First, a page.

“If you are visiting Norway or another continental climate in the winter, I would advise you to bring some wool socks (several pairs, actually), as keeping your feet warm is key,” Lisa told us. “Additionally, it is important to bring reflectors during the winter if you can. These will ensure that you are seen by cars, as Norway and other countries with continental climates can get very dark.”
Although not an item as such, Adriana recommends downloading an app if you are looking to chase the northern lights. “Regarding visits of northern regions in general, I would highly recommend downloading a northern light forecast app to your smartphone. There are few apps which alert you when there is a good chance of seeing the northern lights so you don’t miss them.”
Kelly says it’s important to have enough layers, “Typically, I pack high-quality wool products that are easy to layer. This quality, natural product will help keep you warm in the winter and absorb excess sweat in the summer. With this in mind, always try to wear a light, wool t-shirt close to your body, followed by a layer of insulation from a fleece jacket and then an outer layer, like a windbreaker, to help protect you from the wind and rain.”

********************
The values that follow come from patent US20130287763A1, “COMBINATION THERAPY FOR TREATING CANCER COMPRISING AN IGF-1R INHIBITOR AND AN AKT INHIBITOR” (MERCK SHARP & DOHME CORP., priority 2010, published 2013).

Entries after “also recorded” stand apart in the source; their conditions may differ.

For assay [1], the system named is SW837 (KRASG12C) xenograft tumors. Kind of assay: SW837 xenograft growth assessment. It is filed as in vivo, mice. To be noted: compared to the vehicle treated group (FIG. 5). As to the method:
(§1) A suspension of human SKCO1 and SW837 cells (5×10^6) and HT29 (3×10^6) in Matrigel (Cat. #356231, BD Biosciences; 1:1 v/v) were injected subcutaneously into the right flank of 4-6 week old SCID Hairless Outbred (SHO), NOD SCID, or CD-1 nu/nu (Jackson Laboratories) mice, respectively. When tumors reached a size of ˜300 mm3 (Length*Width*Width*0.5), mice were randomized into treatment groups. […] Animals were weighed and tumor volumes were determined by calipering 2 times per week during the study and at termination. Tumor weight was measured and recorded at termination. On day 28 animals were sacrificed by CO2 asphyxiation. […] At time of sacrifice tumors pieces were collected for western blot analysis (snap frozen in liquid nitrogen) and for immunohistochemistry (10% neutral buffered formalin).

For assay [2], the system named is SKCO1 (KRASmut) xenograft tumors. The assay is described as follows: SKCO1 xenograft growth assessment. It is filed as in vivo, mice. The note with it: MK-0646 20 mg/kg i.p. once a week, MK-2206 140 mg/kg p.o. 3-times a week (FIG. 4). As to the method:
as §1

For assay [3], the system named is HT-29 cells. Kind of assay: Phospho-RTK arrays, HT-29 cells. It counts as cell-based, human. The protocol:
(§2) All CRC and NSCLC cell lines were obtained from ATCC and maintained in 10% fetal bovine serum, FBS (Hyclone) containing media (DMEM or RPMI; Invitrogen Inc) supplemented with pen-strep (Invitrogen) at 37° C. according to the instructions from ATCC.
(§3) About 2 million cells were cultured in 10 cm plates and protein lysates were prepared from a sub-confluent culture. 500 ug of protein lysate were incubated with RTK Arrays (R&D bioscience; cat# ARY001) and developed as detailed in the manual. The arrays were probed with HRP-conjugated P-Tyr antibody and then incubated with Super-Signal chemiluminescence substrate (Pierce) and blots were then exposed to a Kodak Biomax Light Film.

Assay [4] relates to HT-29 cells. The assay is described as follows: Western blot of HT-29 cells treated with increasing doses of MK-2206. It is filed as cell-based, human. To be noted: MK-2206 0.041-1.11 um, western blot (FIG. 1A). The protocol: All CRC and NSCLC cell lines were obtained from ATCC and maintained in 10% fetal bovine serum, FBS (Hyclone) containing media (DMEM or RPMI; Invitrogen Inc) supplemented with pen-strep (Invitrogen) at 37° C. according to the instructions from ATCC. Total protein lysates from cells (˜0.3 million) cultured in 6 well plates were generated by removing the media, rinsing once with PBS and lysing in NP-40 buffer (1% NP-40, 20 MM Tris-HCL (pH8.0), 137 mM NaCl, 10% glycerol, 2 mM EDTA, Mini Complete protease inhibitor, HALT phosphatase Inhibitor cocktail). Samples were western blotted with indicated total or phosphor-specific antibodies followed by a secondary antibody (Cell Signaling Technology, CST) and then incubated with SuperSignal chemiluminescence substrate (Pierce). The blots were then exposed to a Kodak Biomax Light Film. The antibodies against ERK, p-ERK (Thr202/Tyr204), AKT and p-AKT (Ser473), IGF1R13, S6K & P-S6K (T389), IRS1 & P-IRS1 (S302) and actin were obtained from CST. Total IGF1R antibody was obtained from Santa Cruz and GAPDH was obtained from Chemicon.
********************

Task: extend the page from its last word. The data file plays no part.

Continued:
Packing list for a continental climate:
- Hiking boots
- Warm fleece
- Thick socks
What is a polar climate?
With year-round snow, ice and freezing temperatures, polar climates are a constant winter wonderland. In the polar regions, the sun is never high enough to cause considerable melting and temperatures rarely ever reach above freezing point. “During long polar nights, which last six months at the poles, temperatures can fall to extremely low values,” says Enriopedia in a separate article. “The lowest temperature ever recorded occurred in Antarctica, where a value of -88°C was reported.